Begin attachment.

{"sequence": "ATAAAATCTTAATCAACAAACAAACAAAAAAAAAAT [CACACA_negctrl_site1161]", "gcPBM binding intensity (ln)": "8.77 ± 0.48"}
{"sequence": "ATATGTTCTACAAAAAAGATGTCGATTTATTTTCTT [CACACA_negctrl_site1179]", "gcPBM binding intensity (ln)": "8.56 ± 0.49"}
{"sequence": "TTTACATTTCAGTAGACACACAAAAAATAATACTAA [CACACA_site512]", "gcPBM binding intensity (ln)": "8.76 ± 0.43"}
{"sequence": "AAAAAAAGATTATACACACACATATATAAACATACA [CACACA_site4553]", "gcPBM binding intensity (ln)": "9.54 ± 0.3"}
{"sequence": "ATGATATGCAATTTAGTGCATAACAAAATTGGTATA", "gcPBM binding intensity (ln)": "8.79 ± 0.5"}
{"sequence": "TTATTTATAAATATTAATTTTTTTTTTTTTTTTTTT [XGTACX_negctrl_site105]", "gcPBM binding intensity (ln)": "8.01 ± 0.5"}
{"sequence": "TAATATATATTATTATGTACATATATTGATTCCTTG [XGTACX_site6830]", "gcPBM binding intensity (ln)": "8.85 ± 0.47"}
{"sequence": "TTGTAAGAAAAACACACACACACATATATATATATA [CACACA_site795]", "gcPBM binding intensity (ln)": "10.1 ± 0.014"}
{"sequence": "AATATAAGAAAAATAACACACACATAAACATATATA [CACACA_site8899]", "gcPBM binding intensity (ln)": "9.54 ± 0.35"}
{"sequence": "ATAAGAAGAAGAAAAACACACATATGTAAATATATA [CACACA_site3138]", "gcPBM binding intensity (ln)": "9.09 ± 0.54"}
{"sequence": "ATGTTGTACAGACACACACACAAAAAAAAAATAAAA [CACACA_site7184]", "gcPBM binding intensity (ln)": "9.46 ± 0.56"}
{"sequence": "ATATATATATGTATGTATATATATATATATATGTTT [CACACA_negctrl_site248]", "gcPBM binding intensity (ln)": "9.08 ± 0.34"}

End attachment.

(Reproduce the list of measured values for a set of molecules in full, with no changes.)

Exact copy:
{"sequence": "ATAAAATCTTAATCAACAAACAAACAAAAAAAAAAT [CACACA_negctrl_site1161]", "gcPBM binding intensity (ln)": "8.77 ± 0.48"}
{"sequence": "ATATGTTCTACAAAAAAGATGTCGATTTATTTTCTT [CACACA_negctrl_site1179]", "gcPBM binding intensity (ln)": "8.56 ± 0.49"}
{"sequence": "TTTACATTTCAGTAGACACACAAAAAATAATACTAA [CACACA_site512]", "gcPBM binding intensity (ln)": "8.76 ± 0.43"}
{"sequence": "AAAAAAAGATTATACACACACATATATAAACATACA [CACACA_site4553]", "gcPBM binding intensity (ln)": "9.54 ± 0.3"}
{"sequence": "ATGATATGCAATTTAGTGCATAACAAAATTGGTATA", "gcPBM binding intensity (ln)": "8.79 ± 0.5"}
{"sequence": "TTATTTATAAATATTAATTTTTTTTTTTTTTTTTTT [XGTACX_negctrl_site105]", "gcPBM binding intensity (ln)": "8.01 ± 0.5"}
{"sequence": "TAATATATATTATTATGTACATATATTGATTCCTTG [XGTACX_site6830]", "gcPBM binding intensity (ln)": "8.85 ± 0.47"}
{"sequence": "TTGTAAGAAAAACACACACACACATATATATATATA [CACACA_site795]", "gcPBM binding intensity (ln)": "10.1 ± 0.014"}
{"sequence": "AATATAAGAAAAATAACACACACATAAACATATATA [CACACA_site8899]", "gcPBM binding intensity (ln)": "9.54 ± 0.35"}
{"sequence": "ATAAGAAGAAGAAAAACACACATATGTAAATATATA [CACACA_site3138]", "gcPBM binding intensity (ln)": "9.09 ± 0.54"}
{"sequence": "ATGTTGTACAGACACACACACAAAAAAAAAATAAAA [CACACA_site7184]", "gcPBM binding intensity (ln)": "9.46 ± 0.56"}
{"sequence": "ATATATATATGTATGTATATATATATATATATGTTT [CACACA_negctrl_site248]", "gcPBM binding intensity (ln)": "9.08 ± 0.34"}